Review of 'Revengers Tragedy', director Alex Cox
If your idea of a good night out is a movie based on a 400 year old play in blank verse, set in an imaginary and dystopian Liverpool with a cast that includes Eddie Izzard, Cherie Booth's dad and Craig who won Big Brother, all played out to the music of Chumbawamba, then get your coat now. 'Revengers Tragedy' is what you've been waiting for.
The director of 'Revengers Tragedy', Alex Cox, believes that his film has more significance than a night out. Firstly, as his recent article in 'Sight and Sound' explains, Cox sees his movie as a model for the resuscitation of the British film industry. Secondly, Cox has been quoted as saying that the movie is a contribution to the fight against the war on Iraq.
The British film industry is in a state of collapse. Outside the deadly triangle of 'Potter'/'Bond'/'Four Bridgets and a Notting Hill' there are almost no British movies being made any more.
It's all such a contrast to the clammy optimism of 'Cool Britannia'. Then the money available from the National Lottery Film Fund seemed to offer a new dawn for British film-makers. What happened next is a scandal (or rather two scandals in one). Vast amounts of money were siphoned from working class pockets by the National Lottery and given to film 'consultants' and coked-up film 'entrepreneurs' to make movies that no one wanted to see. The figures are really quite obscene. The majority of the 104 movies made with our money were never released. That's the obvious financial larceny, but there is a parallel artistic scandal. Many (but not all) of the movies that were released were still unwatchable trash.
Until now this story has been monopolised by ideologues from the right (especially its Blairite wing) to justify their mantra of the inevitability of market-driven globalised film-making. These 'Big Picture' wonks argue that since the global market is god, the future of cinema in Britain is to make the movies that Donald Rumsfeld might want to see. This notion is now enshrined in Blair's new Film Council, fronted by Hollywood insider Alan Parker (recently knighted by Blair).
At long last someone from the left has taken up this argument and thrown it back in their smarmy faces. Alex Cox argues, 'The proposals are radical, even extreme, but not original. They are like other radical projects that we associate with Thatcher and New Labour--the poll tax, the privatisation of our public services, the London Underground PPP. Such universally disliked policies emanate from right wing think-tanks in the US and are imposed on the rest of the world via the IMF, the World Trade Organisation and the World Bank...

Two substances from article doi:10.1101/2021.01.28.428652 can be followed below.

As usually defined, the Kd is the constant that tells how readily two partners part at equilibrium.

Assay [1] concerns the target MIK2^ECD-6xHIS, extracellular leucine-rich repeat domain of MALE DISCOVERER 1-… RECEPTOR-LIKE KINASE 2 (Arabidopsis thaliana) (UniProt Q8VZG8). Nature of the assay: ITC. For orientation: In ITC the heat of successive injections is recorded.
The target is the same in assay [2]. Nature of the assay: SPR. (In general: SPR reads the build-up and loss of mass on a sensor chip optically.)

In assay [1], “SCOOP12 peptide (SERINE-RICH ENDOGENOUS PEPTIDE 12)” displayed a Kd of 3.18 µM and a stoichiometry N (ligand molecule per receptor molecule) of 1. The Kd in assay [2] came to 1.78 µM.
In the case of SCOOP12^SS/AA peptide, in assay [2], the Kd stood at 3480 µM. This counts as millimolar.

'I'm sorry to say what Sir Alan knows but can't bring himself to say because (quite literally) his real job depends on it: American studio films are mostly bad and devoid of originality...Hollywood is like Microsoft or McDonald's: it pushes a palpably inferior product but its wealth and ubiquity give it huge power and leverage.'
It has to be said that Cox's practical suggestions (which add up to a plan for a publicly subsidised regional production base) are rather modest, yet what is refreshing about his polemic is that he is not arguing against Hollywood in the name of Little Englander nationalism. He is arguing for a film culture of challenging, inventive and committed movies that tell stories and speak in voices that Hollywood just does not get. Cox calls these 'quirky, individual and revivifying' films.
This is where 'Revengers Tragedy' fits. It was made in Liverpool with a young, inexperienced crew and financed through a raft of subsidies. It is therefore pleasing that Cox's film delivers on his promises. The direction is constantly inventive and witty. The acting is excellent. In fact the enthusiasm of the crew is palpable. All in all it's like Baz Luhrmann without the MTV juvenilia (or Peter Greenway without the pretentiousness), which is good.
But is it, as Alex appears to think, a political film? Well, yes--in the broadest sense, in that we are given the pleasure of watching the rich bastards get their bloody comeuppance. But I would question Cox's opinion in several other ways. The decision to keep the Jacobean verse will obviously create a barrier for many audiences. More fundamentally, there is an inevitable political conundrum in transcribing a work from 1607 that Cox ignores. As Louise Kerr pointed out, the Jacobean tragedies were the product of a particularly malodorous moment in European history--it was a world of violent death, pestilence and dynastic corruption. Audiences of the time lived that reality and could superscribe it over the fictional characters. To give Middleton's play a contemporary political resonance, audiences need the same cues. In the theatre a few years ago Timon of Athens went electric when Trevor Nunn turned the antagonists into Thatcherite City-suits. Baz Luhrmann's Romeo and Juliet wired up an A-level love story by turning Verona into the venue of a modern turf war. In Revengers Tragedy the Dukes appear closer to the armed wing of Trotters Independent Trading Company than any identifiable faction of our global ruling class.
Don't expect an easy feelgood film. But do expect a film which is 'quirky, individual and revivifying'. And viciously funny.